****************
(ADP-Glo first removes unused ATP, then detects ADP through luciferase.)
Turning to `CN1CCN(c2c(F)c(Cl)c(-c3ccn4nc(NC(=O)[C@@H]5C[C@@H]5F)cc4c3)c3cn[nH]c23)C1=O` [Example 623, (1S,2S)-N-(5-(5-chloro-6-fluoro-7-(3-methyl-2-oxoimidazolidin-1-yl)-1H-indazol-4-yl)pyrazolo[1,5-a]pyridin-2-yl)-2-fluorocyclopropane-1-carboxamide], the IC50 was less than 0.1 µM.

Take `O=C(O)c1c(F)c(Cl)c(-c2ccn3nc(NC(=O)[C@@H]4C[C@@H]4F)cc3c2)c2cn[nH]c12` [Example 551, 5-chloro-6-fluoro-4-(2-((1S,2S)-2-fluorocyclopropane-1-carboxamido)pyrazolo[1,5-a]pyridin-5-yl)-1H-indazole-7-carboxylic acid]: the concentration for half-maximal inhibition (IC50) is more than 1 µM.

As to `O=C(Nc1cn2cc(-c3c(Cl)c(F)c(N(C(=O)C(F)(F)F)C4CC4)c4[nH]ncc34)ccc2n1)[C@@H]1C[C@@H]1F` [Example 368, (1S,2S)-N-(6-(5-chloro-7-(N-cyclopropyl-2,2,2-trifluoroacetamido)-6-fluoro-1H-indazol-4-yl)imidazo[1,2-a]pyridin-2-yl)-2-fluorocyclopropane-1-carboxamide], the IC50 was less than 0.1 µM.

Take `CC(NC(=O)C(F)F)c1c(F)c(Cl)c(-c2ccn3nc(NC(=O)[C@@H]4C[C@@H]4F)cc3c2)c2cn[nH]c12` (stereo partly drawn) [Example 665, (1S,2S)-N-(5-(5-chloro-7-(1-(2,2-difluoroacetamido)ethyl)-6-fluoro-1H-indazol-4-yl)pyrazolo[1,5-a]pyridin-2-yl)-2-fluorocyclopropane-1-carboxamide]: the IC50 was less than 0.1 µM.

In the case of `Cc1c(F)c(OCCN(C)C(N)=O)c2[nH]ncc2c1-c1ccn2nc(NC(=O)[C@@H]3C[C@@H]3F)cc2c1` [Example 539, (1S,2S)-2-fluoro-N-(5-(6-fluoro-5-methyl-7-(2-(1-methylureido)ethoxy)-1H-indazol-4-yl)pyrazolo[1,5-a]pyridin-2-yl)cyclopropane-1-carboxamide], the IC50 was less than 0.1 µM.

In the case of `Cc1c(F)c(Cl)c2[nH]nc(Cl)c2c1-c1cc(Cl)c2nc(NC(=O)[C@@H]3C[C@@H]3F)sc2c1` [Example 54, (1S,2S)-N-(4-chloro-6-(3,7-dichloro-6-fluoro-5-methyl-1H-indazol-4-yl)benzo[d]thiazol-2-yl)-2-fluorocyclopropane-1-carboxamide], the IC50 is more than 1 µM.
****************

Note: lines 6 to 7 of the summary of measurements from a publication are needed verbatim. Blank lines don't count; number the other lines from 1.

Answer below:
In the case of `Cc1c(F)c(OCCN(C)C(N)=O)c2[nH]ncc2c1-c1ccn2nc(NC(=O)[C@@H]3C[C@@H]3F)cc2c1` [Example 539, (1S,2S)-2-fluoro-N-(5-(6-fluoro-5-methyl-7-(2-(1-methylureido)ethoxy)-1H-indazol-4-yl)pyrazolo[1,5-a]pyridin-2-yl)cyclopropane-1-carboxamide], the IC50 was less than 0.1 µM.

In the case of `Cc1c(F)c(Cl)c2[nH]nc(Cl)c2c1-c1cc(Cl)c2nc(NC(=O)[C@@H]3C[C@@H]3F)sc2c1` [Example 54, (1S,2S)-N-(4-chloro-6-(3,7-dichloro-6-fluoro-5-methyl-1H-indazol-4-yl)benzo[d]thiazol-2-yl)-2-fluorocyclopropane-1-carboxamide], the IC50 is more than 1 µM.